CHARLOTTESVILLE, Va (WTVR) — Today the case involving former University of Virginia student George Huguely is expected to come to a conclusion. The convicted murderer is scheduled to be sentenced in Charlottesville today, for killing his ex-girlfriend and UVA lacrosse standout, Yeardley Love.
Huguely is facing 26 years in prison for the 2010 murder. However the amount of time he receives, could change following today’s sentencing hearing.
In February, a Charlottesville jury convicted Huguely, 24, to second-degree murder in the death of Yeardley Love. Huguely admitted to breaking into Love’s apartment and slamming her head into a wall repeatedly–but he maintained he never intended to kill his one-time girlfriend.
The jury recommended Huguely spend 25 years behind bars for the killing and an additional year in lock-up for stealing Yeardley Love’s computer following the murder. CBS 6 News legal analyst Todd Stone said the judge will likely follow the jury’s recommendation and sentence Huguely to the full time behind bars.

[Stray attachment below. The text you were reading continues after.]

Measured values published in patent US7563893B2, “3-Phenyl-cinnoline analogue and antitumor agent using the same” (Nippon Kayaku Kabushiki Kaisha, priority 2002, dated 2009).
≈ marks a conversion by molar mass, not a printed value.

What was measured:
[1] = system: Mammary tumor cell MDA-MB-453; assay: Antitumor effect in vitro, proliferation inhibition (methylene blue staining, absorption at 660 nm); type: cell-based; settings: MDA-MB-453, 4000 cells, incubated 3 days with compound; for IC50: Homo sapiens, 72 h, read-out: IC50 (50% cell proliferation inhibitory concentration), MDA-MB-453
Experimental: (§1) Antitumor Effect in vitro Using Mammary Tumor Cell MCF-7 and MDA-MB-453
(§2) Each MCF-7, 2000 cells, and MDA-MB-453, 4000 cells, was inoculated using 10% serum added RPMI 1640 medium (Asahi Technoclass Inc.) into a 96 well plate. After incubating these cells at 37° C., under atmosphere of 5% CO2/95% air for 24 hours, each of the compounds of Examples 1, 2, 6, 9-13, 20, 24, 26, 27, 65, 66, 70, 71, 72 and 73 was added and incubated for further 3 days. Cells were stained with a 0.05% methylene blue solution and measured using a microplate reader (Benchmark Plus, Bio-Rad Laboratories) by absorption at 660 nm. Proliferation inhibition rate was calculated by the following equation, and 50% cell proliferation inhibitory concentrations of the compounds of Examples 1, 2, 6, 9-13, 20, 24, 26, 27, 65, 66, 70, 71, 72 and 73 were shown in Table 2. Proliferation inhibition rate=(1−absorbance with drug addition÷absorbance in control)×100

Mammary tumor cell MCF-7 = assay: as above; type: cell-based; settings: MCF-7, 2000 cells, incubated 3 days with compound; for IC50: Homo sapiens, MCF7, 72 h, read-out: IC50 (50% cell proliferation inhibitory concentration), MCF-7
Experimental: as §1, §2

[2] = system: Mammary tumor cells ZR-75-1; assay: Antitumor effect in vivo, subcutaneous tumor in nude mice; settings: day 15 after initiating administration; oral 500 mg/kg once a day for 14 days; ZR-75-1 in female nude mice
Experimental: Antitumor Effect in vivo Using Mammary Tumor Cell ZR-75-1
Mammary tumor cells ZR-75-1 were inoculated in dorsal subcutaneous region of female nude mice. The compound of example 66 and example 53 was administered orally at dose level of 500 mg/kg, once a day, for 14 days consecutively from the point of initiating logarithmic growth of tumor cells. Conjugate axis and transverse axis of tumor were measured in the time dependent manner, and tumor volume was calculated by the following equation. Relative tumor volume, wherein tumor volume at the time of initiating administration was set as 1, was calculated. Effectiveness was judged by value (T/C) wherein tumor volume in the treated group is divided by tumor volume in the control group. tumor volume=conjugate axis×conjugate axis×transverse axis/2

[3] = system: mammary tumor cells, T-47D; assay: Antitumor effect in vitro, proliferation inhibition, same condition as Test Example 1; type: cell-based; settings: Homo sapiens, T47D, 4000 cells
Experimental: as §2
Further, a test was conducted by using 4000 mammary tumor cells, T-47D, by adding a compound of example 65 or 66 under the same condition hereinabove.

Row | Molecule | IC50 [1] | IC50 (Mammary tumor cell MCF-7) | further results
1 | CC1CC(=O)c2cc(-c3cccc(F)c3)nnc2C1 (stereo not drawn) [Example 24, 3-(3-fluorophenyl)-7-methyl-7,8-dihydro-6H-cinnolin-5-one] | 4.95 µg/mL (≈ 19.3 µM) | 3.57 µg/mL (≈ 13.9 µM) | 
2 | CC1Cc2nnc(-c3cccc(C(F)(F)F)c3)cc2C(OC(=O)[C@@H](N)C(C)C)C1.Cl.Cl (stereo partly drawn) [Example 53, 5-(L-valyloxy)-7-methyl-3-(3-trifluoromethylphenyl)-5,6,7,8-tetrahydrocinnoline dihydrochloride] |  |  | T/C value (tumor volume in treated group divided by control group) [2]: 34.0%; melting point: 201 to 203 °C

“Very rarely will a judge reduce a jury verdict when a jury has given a recommended sentence,” said Stone. “A judge has no authority to go above the jury verdict, but the judge can go below. They (judges) can suspend some of the time recommended. It’s really unlikely to happen, you don’t see it happening–except for those cases when the jury verdict is way out of line. This one really isn’t out of line, this was a very rational jury verdict.”
During today’s sentencing hearing, the judge will get the opportunity to hear from Huguely’s friends and family before ruling. But the defense team will also have the chance to question anyone who takes to the stand. This means any previous offenses in Huguely’s past could be revealed, playing a part in sentencing.
“I would expect to see family and friends of George Huguely’s testifying. People who have known him for some time; people who have good things to say about him, ” said Stone. “Because he (Huguely) like most people in a circumstance like this have some good things in their past, it’s just a matter of a defense attorney to try and bring those out.”
Yeardley Love’s death raised awareness of domestic violence, by prompting a change in Virginia law making it easier to obtain a protective order for victims, regardless if they are married or not.
If a judge moves forward with the jury’s recommended 26 years in prison, Huguely would receive credit for the nearly two years he’s already been locked up. And with good behavior, he could be released after serving 85 percent of his sentence–leading to a release when Huguely reaches his mid 40’s.
CBS 6 Reporter Catie Beck is covering today’s sentencing hearing, and will have updates throughout the day.